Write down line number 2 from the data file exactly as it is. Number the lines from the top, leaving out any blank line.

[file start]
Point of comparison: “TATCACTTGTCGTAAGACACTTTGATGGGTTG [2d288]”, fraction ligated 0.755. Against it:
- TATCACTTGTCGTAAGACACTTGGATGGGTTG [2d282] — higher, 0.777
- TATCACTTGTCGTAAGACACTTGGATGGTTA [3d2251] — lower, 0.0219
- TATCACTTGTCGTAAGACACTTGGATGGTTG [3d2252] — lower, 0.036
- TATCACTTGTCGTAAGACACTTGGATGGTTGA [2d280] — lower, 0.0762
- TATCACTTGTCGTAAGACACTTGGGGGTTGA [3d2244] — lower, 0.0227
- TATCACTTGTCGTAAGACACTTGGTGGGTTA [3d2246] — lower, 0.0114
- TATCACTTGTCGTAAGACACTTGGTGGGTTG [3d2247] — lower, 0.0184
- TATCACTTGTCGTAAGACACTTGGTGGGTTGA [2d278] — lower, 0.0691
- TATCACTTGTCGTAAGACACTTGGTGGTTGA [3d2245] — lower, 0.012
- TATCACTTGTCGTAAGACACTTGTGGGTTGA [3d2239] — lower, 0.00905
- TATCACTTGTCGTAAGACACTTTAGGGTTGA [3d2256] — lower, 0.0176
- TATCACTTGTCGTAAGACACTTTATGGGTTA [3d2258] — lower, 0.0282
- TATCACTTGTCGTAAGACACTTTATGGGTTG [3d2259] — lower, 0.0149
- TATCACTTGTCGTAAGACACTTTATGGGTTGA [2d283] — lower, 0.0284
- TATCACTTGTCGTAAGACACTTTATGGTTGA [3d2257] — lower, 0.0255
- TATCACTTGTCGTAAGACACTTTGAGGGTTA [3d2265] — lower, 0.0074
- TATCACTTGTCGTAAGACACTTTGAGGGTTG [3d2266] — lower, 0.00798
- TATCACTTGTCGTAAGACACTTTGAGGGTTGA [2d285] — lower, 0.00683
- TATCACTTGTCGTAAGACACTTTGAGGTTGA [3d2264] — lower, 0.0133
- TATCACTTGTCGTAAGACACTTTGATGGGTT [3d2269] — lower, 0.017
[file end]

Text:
- TATCACTTGTCGTAAGACACTTGGATGGGTTG [2d282] — higher, 0.777